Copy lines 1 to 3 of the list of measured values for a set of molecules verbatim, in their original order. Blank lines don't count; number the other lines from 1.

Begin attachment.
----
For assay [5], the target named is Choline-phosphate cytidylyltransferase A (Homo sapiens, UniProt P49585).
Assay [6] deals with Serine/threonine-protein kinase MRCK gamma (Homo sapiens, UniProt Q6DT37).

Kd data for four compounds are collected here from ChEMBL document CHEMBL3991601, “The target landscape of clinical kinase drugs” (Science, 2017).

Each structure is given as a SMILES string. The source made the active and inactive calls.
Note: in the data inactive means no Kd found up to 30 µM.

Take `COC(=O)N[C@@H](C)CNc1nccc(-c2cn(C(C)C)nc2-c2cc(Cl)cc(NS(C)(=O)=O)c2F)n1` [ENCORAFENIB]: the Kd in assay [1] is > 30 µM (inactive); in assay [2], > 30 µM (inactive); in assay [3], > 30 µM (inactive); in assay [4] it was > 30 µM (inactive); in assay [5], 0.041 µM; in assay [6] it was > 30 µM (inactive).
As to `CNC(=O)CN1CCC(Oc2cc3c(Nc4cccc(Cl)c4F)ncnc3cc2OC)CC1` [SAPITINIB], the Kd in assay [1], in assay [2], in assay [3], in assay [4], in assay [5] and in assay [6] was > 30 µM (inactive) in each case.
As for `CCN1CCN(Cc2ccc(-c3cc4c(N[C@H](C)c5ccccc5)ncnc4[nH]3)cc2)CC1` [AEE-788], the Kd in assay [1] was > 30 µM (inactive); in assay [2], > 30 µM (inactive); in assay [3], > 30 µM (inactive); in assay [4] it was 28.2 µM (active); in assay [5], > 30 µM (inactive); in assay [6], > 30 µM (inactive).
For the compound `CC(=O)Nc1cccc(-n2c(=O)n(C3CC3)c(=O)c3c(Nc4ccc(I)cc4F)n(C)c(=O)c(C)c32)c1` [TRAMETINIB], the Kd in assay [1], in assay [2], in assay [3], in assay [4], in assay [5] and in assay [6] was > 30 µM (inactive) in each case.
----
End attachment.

For assay [5], the target named is Choline-phosphate cytidylyltransferase A (Homo sapiens, UniProt P49585).
Assay [6] deals with Serine/threonine-protein kinase MRCK gamma (Homo sapiens, UniProt Q6DT37).

Kd data for four compounds are collected here from ChEMBL document CHEMBL3991601, “The target landscape of clinical kinase drugs” (Science, 2017).